Thanks to the Premier League’s ability to negotiate a small rebate back to the UK TV broadcasters, they continue to stay ahead of other Big Five leagues. The PL managed to get a like-for-like extension on the UK TV deal that lasts through 2025.

In contrast, Ligue 1’s revenue collapsed post-pandemic due to fewer domestic deals. La Liga also had to negotiate downwards, making them inferior to the Premier League.

Champions League Restructure

The Champions League restructure left many wondering where European football was headed. It was met by reactions like UEFA adding more unnecessary matches to counteract the aspirations of the Super League.

However, these efforts proved futile and gave the Premier League a competitive advantage. Owing to their considerable wealth and monopoly over the transfer market, the Premier League can exploit the weakness of other leagues.
Final Thoughts

The Premier League is a force to reckon with in the global football scene due to its world-class players and equitable distribution of commercial and broadcast revenues. The participating teams also face a high level of competition and receive lots of support from fans across the globe. Even more, their viewership is higher compared to other leagues.



hammergirl's picture

That top of the league or bottom it does not matter on the day anyone can beat anyone and its not just now and then it happens regularly unlike other leagues where teams just lay down and accept defeat without trying,,,,it is that competitiveness that makes the league stand out as well

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Burkie111's picture

It could well do that here before long H G with shitty and the poo emerging more and more dominant its hard to see some teams not taking that option.

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Deluded Hammer's picture

One can pretty much guess who the top 3 or four clubs are going to be and the money thrown consistantly at the top either by prize money or Sky ( and the new arrivals such as Amazon and BT) has just made the gulf wider. I much preferred the old Division One format with two up, two down. One being you pretty much didn't know who would be the League Champions in any given year even with the clout that Man Utd had back in the day. Seeing the likes of Derby County, Ipwich Town or Forest upsetting the applecart as Champions. It also had the bonus that the clubs to be relegated were pretty much decided with games left to play which gave the "safe" teams the option to bleed in their youth players to give them first team game experience. Not least was wearing club colours without ugly sponsorship logos or political messages on sleeves and pretty much having players in your teams one could relate to who grew up in your local areas. There were players with skill one could enjoy watching, British players, Marsh, Best, Bowles, Worthington, and the likes of our Devonshire, Martin Peters etc. who were allowed to play a free game instead of the team "ethic" employed nowadays with the constant back or side passes. We used to boo back passes to the goalkeepers in those days, now its a regular part of the game. No VAR, only one camera recording the game, not twenty or thirty with the ability to freeze frame with silly lines drawn over the screen, muddy pitches and tackling as it was a mans game.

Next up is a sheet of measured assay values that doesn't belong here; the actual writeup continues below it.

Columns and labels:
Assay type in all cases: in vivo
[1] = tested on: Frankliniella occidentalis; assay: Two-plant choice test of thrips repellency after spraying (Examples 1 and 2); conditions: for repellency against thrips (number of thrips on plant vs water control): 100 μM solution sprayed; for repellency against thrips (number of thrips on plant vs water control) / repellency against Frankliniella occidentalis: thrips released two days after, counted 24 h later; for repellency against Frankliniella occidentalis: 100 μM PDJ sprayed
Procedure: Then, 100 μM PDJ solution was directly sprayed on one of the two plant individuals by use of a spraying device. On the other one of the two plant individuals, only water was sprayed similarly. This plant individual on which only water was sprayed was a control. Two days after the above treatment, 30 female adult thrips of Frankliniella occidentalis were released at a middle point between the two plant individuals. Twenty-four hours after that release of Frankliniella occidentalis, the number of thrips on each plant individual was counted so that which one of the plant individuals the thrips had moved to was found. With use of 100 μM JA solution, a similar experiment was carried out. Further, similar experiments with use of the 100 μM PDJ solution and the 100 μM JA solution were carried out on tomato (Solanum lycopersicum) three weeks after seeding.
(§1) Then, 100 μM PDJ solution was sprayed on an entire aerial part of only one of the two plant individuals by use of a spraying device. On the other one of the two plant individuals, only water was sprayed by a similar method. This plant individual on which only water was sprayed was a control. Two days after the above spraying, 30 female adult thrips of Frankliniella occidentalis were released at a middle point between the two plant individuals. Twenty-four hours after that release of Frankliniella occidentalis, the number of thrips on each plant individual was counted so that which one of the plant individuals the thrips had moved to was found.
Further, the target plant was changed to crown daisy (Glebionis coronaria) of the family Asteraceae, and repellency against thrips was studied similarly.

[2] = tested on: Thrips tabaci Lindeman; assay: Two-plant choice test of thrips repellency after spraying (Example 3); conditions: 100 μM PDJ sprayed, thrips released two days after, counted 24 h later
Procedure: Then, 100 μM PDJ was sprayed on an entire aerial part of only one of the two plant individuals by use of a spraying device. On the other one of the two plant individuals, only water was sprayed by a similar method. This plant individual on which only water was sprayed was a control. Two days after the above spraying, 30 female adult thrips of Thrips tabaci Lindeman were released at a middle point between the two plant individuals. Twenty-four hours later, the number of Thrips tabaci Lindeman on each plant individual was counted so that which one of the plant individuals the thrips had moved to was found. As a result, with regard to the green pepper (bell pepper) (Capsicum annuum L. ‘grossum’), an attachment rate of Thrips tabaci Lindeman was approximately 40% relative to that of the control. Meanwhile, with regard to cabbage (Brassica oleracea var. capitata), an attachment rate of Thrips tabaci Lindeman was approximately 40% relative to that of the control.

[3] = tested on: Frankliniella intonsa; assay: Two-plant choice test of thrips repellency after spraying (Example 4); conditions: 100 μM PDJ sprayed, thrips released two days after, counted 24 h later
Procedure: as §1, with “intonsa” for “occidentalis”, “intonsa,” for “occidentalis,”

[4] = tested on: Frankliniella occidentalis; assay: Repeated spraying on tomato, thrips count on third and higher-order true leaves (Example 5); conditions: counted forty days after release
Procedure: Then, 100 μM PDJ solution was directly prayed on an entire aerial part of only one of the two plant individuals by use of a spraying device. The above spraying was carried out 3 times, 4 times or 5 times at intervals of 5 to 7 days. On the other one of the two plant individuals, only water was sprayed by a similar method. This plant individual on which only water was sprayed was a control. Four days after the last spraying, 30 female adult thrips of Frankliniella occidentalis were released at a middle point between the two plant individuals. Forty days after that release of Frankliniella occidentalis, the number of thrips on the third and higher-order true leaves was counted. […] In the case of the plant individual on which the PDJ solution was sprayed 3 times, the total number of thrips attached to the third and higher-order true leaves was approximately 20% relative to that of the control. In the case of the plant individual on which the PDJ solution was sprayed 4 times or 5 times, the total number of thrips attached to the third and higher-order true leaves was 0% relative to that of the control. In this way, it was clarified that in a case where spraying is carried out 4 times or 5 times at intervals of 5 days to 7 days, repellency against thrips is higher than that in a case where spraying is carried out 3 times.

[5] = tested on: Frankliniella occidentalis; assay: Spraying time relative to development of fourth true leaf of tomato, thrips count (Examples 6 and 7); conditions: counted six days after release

Ahhh yeah. Those were the days

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Deluded,youve taken me right back,yes i agree it was better,players wanted to play for their team,British and came from the area they played......Its all ruined by money,that decides where you play,and who for,and as you say even deciding where you finish in the league,if you spend like us,youve had it.

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Deluded Hammer's picture

Even the commentators and pundits were better back then. David Coleman and Kenneth Wolstenholme on MOTD and Brain Moore with expert analysis from Jimmy Hill on The Big Match. Now it's Alex Scott, Murphy and yeah, even Joe Cole. Dearie me, Thank the Lord for the mute button